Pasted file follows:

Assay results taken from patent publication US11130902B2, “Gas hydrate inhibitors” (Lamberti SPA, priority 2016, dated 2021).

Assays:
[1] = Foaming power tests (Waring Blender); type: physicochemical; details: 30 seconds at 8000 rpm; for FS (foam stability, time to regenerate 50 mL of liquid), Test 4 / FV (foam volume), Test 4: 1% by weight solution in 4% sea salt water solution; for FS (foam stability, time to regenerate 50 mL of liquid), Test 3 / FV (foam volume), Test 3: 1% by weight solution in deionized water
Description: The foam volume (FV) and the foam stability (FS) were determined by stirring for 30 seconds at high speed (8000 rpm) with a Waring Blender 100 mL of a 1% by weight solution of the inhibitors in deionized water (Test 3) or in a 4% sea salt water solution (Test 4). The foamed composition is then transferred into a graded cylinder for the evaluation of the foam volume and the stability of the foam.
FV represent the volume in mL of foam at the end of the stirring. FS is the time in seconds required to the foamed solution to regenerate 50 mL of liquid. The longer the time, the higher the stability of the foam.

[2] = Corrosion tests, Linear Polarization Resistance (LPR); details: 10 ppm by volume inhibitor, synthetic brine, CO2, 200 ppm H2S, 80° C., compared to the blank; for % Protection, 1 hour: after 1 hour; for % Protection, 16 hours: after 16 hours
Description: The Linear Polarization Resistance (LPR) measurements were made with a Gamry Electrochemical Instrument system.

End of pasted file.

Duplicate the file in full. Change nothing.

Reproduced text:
Assay results taken from patent publication US11130902B2, “Gas hydrate inhibitors” (Lamberti SPA, priority 2016, dated 2021).

Assays:
[1] = Foaming power tests (Waring Blender); type: physicochemical; details: 30 seconds at 8000 rpm; for FS (foam stability, time to regenerate 50 mL of liquid), Test 4 / FV (foam volume), Test 4: 1% by weight solution in 4% sea salt water solution; for FS (foam stability, time to regenerate 50 mL of liquid), Test 3 / FV (foam volume), Test 3: 1% by weight solution in deionized water
Description: The foam volume (FV) and the foam stability (FS) were determined by stirring for 30 seconds at high speed (8000 rpm) with a Waring Blender 100 mL of a 1% by weight solution of the inhibitors in deionized water (Test 3) or in a 4% sea salt water solution (Test 4). The foamed composition is then transferred into a graded cylinder for the evaluation of the foam volume and the stability of the foam.
FV represent the volume in mL of foam at the end of the stirring. FS is the time in seconds required to the foamed solution to regenerate 50 mL of liquid. The longer the time, the higher the stability of the foam.

[2] = Corrosion tests, Linear Polarization Resistance (LPR); details: 10 ppm by volume inhibitor, synthetic brine, CO2, 200 ppm H2S, 80° C., compared to the blank; for % Protection, 1 hour: after 1 hour; for % Protection, 16 hours: after 16 hours
Description: The Linear Polarization Resistance (LPR) measurements were made with a Gamry Electrochemical Instrument system.